One of the other more interesting panels I went to at WorldCon was “Rat’s Monkey’s Ass”, a panel with Pat Cadigan, Gavin Smith, Mihaela Marija Perkovic, and Charles Stross on the use of swear words in genre fiction. Many pieces of work feature constructed swearing, such as frak in Battlestar Galactica and some of the more farcical attempts at science-oriented swearing in earlier science fiction. (Let’s not even start on Harry Harrison’s bowbidy-bowb.)
I’ve met Mihaela before, when she visited Australia, and she did a great job on keeping the panel going, as well as contributing some excellent swear words of her own. Of course, the authors present did a great job of swearing like a variety of troopers from a range of different timezones and militaries, but there are important aspects to this, which were also excellently covered.
The blurb for the panel reads:
Swearing in science fiction and fantasy is occasionally a minefield of anachronism, but then, there’s often nothing weirder than hearing someone yell “frak”. Or even worse, a teenage character that refuses to curse at all. This panel will explore swear words in the genres. What purpose does swearing have within a society? What purpose does it serve in fiction, and how important, or not, are profanities to the narrative? When are invented curses more (or less) effective than real (contemporary or historical) examples, and why?
The general feeling was that conveying emotion is important and that swearing is an important part of this. It feels really hollow when a hardened space pirate says something like “Oh, dash” and this matters when you’re trying to convey the sense of reality required to hold up the parachute silk of disbelief.
There is one issue, which I raised in question time. Given that many young people do not have the delightfully proper middle and upper-middle class upbringing we see so often in Young Adult fiction, it’s positively disingenuous to remove swearing from certain works because that is the world those kids are growing up in. When people have fewer words at their disposal, they make use of the ones that they have. We know that children in the US from non-educationally successful backgrounds, with few books, can have a vocabulary deficit measured in the thousands of words and, probably, a lot of their emotional conveyance is going to come from the use of swearwords, whether we like it or not.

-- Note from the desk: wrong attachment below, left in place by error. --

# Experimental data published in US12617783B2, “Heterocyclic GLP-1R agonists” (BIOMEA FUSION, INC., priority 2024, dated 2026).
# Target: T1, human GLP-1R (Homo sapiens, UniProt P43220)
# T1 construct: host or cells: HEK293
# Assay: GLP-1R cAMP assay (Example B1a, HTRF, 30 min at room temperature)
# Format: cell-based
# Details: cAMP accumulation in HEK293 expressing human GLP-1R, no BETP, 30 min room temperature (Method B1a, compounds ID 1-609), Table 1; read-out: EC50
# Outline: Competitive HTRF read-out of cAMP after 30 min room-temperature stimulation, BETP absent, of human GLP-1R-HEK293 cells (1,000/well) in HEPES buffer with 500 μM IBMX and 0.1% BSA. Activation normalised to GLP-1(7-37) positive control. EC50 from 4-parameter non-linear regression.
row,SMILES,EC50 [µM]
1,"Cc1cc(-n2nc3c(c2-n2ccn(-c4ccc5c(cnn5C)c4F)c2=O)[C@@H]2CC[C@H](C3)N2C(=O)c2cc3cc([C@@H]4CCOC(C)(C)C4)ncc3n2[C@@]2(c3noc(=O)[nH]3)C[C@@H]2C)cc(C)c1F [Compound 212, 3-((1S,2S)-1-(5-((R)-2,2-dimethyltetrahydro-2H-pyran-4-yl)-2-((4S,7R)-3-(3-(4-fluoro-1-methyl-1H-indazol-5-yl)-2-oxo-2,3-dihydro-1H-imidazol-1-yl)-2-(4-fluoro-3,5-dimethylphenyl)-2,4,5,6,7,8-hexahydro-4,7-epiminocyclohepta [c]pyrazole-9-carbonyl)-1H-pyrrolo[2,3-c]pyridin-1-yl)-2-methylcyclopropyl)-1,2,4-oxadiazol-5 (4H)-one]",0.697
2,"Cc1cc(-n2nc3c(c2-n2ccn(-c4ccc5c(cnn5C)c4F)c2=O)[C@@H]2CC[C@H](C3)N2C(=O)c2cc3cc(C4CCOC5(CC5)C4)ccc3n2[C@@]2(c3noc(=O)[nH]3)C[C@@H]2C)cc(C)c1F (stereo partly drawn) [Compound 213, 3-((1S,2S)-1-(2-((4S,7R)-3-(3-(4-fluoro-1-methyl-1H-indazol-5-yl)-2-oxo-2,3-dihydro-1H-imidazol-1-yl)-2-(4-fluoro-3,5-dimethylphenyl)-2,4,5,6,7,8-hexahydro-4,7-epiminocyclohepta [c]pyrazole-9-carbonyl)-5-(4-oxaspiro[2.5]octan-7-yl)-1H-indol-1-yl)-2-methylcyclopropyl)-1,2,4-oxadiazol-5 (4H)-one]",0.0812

When someone picks up a book, they have to have a reason to keep reading, either by seeing themselves in there or just being really interested. When YA is a sterile “Boy’s Own” adventure of “Gosh” and “Golly”, this would seem farcical to a teen who is told to take out the f-ing garbage at night or they’d be in the s*. (Bowdlerised to keep my blog’s general rating, embarrassingly enough.) There’s an important issue in reaching the reluctant reader and we’re already aware of how much certain areas of education, such as Computer Science, have to be hidden from peer groups for not being perceived as “cool” enough.
I’m not recommending that Harry Potter has to start calling Ron an *#&*&#$@ piece of #(*#$ that wouldn’t *&#($ in a (()#$# )()#$, but there is a wider world that swearing can constructively reach, if we’re going to try and engage some of these borderline readers. (Of course, the frequency of pseudo-racist slurs between pure bloods and non- in the Potter world is astoundingly awful when you come to think about it, but I’m not actually as positive on that. There’s a big difference between giving people a voice that sounds like theirs and having a large number of cheerful racists mostly getting away with constant, casual racism.)
Panellists may have a completely different opinion on this so I welcome followups! Thank you!